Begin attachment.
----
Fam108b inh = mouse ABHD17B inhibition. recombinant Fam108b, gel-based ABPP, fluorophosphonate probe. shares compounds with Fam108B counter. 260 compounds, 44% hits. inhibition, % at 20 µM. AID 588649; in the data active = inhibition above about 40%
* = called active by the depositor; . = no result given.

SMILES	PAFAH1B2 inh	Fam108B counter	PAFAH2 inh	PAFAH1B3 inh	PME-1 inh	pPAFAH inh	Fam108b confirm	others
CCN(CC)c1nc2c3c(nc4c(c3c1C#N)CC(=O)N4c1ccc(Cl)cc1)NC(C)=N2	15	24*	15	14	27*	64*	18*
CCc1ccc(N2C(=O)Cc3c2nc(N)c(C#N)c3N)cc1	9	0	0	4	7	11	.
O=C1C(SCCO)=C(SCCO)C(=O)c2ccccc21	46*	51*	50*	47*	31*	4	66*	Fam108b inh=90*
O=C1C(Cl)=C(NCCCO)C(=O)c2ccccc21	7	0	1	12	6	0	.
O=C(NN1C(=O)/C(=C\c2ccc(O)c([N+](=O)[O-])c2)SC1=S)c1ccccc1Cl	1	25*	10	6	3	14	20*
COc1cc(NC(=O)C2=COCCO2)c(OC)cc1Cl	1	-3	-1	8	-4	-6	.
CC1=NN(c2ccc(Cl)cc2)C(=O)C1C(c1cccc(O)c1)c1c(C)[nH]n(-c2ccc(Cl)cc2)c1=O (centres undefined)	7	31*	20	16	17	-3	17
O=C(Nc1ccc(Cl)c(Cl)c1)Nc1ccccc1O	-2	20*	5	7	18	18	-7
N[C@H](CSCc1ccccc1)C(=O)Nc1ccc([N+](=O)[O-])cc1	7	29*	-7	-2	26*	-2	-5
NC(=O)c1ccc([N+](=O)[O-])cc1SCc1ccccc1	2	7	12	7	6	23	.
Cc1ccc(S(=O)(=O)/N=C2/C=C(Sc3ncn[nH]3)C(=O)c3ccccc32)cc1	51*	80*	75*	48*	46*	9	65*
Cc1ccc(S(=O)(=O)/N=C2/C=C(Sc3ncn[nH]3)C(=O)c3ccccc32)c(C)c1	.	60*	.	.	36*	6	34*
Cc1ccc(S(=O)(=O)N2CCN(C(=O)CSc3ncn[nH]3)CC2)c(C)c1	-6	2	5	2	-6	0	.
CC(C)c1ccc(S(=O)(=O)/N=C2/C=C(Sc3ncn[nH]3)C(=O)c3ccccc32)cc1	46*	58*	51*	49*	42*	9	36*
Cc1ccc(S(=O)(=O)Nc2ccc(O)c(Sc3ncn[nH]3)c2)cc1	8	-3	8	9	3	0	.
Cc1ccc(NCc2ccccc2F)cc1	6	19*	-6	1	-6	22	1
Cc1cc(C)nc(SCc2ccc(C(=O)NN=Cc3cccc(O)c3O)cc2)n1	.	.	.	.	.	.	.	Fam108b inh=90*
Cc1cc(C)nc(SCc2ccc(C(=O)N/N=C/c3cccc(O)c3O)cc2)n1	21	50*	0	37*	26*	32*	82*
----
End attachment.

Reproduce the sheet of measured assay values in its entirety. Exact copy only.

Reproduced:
Fam108b inh = mouse ABHD17B inhibition. recombinant Fam108b, gel-based ABPP, fluorophosphonate probe. shares compounds with Fam108B counter. 260 compounds, 44% hits. inhibition, % at 20 µM. AID 588649; in the data active = inhibition above about 40%
* = called active by the depositor; . = no result given.

SMILES	PAFAH1B2 inh	Fam108B counter	PAFAH2 inh	PAFAH1B3 inh	PME-1 inh	pPAFAH inh	Fam108b confirm	others
CCN(CC)c1nc2c3c(nc4c(c3c1C#N)CC(=O)N4c1ccc(Cl)cc1)NC(C)=N2	15	24*	15	14	27*	64*	18*
CCc1ccc(N2C(=O)Cc3c2nc(N)c(C#N)c3N)cc1	9	0	0	4	7	11	.
O=C1C(SCCO)=C(SCCO)C(=O)c2ccccc21	46*	51*	50*	47*	31*	4	66*	Fam108b inh=90*
O=C1C(Cl)=C(NCCCO)C(=O)c2ccccc21	7	0	1	12	6	0	.
O=C(NN1C(=O)/C(=C\c2ccc(O)c([N+](=O)[O-])c2)SC1=S)c1ccccc1Cl	1	25*	10	6	3	14	20*
COc1cc(NC(=O)C2=COCCO2)c(OC)cc1Cl	1	-3	-1	8	-4	-6	.
CC1=NN(c2ccc(Cl)cc2)C(=O)C1C(c1cccc(O)c1)c1c(C)[nH]n(-c2ccc(Cl)cc2)c1=O (centres undefined)	7	31*	20	16	17	-3	17
O=C(Nc1ccc(Cl)c(Cl)c1)Nc1ccccc1O	-2	20*	5	7	18	18	-7
N[C@H](CSCc1ccccc1)C(=O)Nc1ccc([N+](=O)[O-])cc1	7	29*	-7	-2	26*	-2	-5
NC(=O)c1ccc([N+](=O)[O-])cc1SCc1ccccc1	2	7	12	7	6	23	.
Cc1ccc(S(=O)(=O)/N=C2/C=C(Sc3ncn[nH]3)C(=O)c3ccccc32)cc1	51*	80*	75*	48*	46*	9	65*
Cc1ccc(S(=O)(=O)/N=C2/C=C(Sc3ncn[nH]3)C(=O)c3ccccc32)c(C)c1	.	60*	.	.	36*	6	34*
Cc1ccc(S(=O)(=O)N2CCN(C(=O)CSc3ncn[nH]3)CC2)c(C)c1	-6	2	5	2	-6	0	.
CC(C)c1ccc(S(=O)(=O)/N=C2/C=C(Sc3ncn[nH]3)C(=O)c3ccccc32)cc1	46*	58*	51*	49*	42*	9	36*
Cc1ccc(S(=O)(=O)Nc2ccc(O)c(Sc3ncn[nH]3)c2)cc1	8	-3	8	9	3	0	.
Cc1ccc(NCc2ccccc2F)cc1	6	19*	-6	1	-6	22	1
Cc1cc(C)nc(SCc2ccc(C(=O)NN=Cc3cccc(O)c3O)cc2)n1	.	.	.	.	.	.	.	Fam108b inh=90*
Cc1cc(C)nc(SCc2ccc(C(=O)N/N=C/c3cccc(O)c3O)cc2)n1	21	50*	0	37*	26*	32*	82*